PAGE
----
Hunger is a prevalent issue among college students that can have a dire effect on one’s education. Being away from home for the first time proposes grocery shopping, budgeting and financial difficulties. On top of tuition, students face great expenses in order to eat. Different dietary restrictions and allergies often propose a problem in eating the “normal” campus food.
According to an audit done by Lauren Dinour, a Montclair State University nutrition and food studies professor, and Chris Snyder, a researcher for the university, 43.6% of the students surveyed reported experiencing food insecurity in the spring of 2019. Food insecurity is defined as having the amount or quality of the food you eat decrease.
“Students experiencing food insecurity were more likely to have exhausted their meal plans if they had purchased one, and meal plan exhaustion may be correlated with, or a potential indicator of, student food insecurity,” the study said.
According to an article published by “No Kid Hungry,” students with food insecurity can face problems such as poor academic performance, difficulty concentrating, lack of motivation, tiredness and behavioral problems.
Created in 2016, Montclair State’s Red Hawk Pantry aims to put an end to campus’s food insecurity problem. Providing students with various food and hygiene items as well, the pantry is open to all students and staff despite their financial status.
Maria Tobar, a senior biology major, has felt the impact of food insecurity on campus. As a commuter student, she often has to buy food on campus but feels the hit of overpriced items.
“If I do get breakfast, I try to maximize it the most,” Tobar said. “If I get a sausage, egg and cheese [sandwich] from Dunkin, I eat half of it for breakfast and half for lunch. [And] if I ever get a drink here, I never get ice because that diminishes the amount of drink you get.”
The food pantry provides her with an outlet for the days she can’t afford to purchase food and gives her more access to food on campus as a commuter.
“For the commuters, we spend so much time here [on campus] and we need the pantry to be here, [that] way we can have the facility to take [food] home,” Tobar said.
The audit also revealed that 51.5% of students experiencing food insecurity at Montclair State were not aware of the Red Hawk Pantry.
Jasmin Holmes, a senior family science and human development major and intern at the Red Hawk Pantry, feels that more should take advantage of it.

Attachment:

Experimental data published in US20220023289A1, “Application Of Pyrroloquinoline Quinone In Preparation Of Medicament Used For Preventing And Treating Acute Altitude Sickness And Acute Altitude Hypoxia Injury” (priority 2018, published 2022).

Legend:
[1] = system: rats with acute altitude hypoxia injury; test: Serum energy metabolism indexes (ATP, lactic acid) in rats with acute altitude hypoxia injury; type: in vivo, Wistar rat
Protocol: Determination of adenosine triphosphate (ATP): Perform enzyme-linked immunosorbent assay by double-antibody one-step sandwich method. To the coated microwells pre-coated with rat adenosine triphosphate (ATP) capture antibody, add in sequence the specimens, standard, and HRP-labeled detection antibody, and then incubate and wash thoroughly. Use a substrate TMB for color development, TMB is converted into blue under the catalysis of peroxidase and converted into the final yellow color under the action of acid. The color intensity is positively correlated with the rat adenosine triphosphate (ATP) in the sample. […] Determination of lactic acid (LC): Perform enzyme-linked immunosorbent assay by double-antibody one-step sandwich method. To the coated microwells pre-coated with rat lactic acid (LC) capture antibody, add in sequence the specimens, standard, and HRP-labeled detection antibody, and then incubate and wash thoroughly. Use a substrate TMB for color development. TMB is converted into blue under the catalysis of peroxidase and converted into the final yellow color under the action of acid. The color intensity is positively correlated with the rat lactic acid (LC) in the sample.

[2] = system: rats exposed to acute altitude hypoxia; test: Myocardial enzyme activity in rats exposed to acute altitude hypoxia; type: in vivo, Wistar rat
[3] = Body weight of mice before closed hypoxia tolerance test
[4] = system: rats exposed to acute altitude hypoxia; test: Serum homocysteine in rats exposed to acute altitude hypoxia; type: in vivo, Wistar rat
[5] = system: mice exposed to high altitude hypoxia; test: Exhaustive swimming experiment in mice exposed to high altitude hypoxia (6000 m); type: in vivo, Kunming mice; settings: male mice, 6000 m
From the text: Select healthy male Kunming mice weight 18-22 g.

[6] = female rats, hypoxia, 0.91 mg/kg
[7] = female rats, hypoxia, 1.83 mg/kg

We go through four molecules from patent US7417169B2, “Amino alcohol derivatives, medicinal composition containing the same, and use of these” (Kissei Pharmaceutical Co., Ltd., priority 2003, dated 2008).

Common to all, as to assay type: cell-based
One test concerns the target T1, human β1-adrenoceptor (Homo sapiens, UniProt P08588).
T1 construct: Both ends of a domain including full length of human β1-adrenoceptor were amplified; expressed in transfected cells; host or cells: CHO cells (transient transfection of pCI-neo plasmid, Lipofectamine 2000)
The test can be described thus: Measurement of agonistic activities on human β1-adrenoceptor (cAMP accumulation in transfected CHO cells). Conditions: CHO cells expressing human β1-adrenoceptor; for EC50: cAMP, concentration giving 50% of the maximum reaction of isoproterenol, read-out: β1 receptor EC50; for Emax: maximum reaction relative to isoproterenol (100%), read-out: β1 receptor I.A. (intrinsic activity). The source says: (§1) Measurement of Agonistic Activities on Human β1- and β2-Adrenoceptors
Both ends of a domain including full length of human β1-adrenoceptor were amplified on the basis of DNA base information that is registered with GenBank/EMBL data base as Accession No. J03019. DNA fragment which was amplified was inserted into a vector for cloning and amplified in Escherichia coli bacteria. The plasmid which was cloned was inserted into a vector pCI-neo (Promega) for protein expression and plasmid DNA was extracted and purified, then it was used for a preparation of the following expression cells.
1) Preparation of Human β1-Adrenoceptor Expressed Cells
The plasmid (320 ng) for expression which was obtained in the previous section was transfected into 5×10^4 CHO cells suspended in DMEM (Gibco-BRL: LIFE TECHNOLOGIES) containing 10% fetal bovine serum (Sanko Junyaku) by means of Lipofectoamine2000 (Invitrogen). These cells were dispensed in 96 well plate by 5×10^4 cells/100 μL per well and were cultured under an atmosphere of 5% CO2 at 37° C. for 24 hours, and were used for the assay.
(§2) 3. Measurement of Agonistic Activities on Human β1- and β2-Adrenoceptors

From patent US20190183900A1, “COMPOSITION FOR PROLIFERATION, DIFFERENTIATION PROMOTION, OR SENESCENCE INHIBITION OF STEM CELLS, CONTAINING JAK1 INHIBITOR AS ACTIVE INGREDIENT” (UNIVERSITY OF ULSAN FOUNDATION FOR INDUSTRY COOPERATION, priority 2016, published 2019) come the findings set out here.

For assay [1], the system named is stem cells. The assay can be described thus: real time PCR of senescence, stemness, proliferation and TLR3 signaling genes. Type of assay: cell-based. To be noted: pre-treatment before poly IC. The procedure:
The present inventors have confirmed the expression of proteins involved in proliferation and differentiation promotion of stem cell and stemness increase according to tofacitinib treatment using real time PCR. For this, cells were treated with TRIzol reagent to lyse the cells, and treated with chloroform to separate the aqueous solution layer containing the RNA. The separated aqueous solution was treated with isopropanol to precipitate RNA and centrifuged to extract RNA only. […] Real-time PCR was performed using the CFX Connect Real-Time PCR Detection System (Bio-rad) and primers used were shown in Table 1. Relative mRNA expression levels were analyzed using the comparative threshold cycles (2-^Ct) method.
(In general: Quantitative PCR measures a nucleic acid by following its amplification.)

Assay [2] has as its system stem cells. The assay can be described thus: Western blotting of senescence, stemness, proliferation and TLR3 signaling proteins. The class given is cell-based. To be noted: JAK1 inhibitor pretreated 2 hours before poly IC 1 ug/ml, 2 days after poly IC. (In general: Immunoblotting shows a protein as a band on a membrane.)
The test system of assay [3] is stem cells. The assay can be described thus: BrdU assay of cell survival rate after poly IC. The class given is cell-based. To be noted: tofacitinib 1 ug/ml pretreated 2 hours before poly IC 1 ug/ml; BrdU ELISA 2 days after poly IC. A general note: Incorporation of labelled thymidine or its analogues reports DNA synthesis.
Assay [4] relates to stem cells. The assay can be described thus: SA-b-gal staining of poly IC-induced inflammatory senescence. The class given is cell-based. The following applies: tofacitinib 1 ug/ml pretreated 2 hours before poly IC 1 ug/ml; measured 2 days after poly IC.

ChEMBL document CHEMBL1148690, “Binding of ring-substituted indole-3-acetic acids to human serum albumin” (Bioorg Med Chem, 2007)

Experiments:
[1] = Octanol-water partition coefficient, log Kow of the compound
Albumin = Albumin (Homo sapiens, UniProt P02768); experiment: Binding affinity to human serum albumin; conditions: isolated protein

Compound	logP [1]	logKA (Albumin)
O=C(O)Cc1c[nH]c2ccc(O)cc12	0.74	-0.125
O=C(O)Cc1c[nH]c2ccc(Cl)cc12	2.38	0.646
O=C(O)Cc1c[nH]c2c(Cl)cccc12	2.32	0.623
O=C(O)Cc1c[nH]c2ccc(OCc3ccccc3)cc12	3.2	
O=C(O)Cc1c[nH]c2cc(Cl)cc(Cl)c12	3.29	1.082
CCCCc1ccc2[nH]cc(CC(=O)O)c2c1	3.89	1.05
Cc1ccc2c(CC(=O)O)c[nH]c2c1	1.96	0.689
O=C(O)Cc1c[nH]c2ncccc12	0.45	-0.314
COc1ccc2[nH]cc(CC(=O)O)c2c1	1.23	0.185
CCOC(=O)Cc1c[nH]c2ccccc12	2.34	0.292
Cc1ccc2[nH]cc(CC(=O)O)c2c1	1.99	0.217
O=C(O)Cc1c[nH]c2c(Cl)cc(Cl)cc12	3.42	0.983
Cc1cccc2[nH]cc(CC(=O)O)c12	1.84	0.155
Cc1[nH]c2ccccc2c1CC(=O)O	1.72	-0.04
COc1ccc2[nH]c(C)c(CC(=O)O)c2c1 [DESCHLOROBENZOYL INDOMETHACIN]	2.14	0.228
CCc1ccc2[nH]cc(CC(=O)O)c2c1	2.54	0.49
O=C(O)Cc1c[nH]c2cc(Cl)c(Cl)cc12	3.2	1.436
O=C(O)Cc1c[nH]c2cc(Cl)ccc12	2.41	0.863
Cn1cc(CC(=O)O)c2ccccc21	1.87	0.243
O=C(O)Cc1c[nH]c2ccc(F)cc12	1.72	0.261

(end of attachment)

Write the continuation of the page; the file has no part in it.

“Honestly, not as many [students] as we’d like [know about the Red Hawk Pantry],” Holmes said. “We have a lot of really great stuff here. We are trying to spread the word as much as we can that this is a resource for students.”
Nedeen Khashashina, a junior biology major and Red Hawk Pantry volunteer, is pleased that the university has this resource for students and that the pantry plans to be more accessible.
“I think it is really good that Montclair [State] has this for students,” Khashashina said. “I don’t think a lot of universities do. The food pantry would like to open up at more times.”
Tobar said that in her experience as a student, there wasn’t much promotion of the Red Hawk Pantry.
“I didn’t find out about this until [my] junior year,” Tobar said. “When you first get enrolled into the school, there’s a lot of things that they don’t tell you. They don’t [mention] it in the [weekly] emails that often either. I just feel that communication is really little.”
Tobar also shared ideas on how awareness about the pantry could be spread.
“There could be posters in all the halls, [and] maybe on the doors when people go in,” Tobar said. “Especially where people go to eat like Freeman Hall or Sam’s Place.”
Given how little students know about the pantry, spreading the word about it is a big goal of the people who work there. Holmes reiterated that the more people that know about the pantry, the better.
“If we keep getting all the donations that we have now, I think that it could really help the campus,” Holmes said. “Especially if people learn about it and they know about it, it will be a great resource for everyone.”
According to the pantry’s website, members of the campus community can contribute by making donations. To find a list of what to donate, you can visit the pantry’s page on the university’s website. Students can also support the pantry by buying a Red Hawk Pantry t-shirt from the University Bookstore. The pantry receives five dollars for every shirt sold.
The pantry is open Monday through Thursday. To see a complete list of hours, you can visit the pantry’s web page.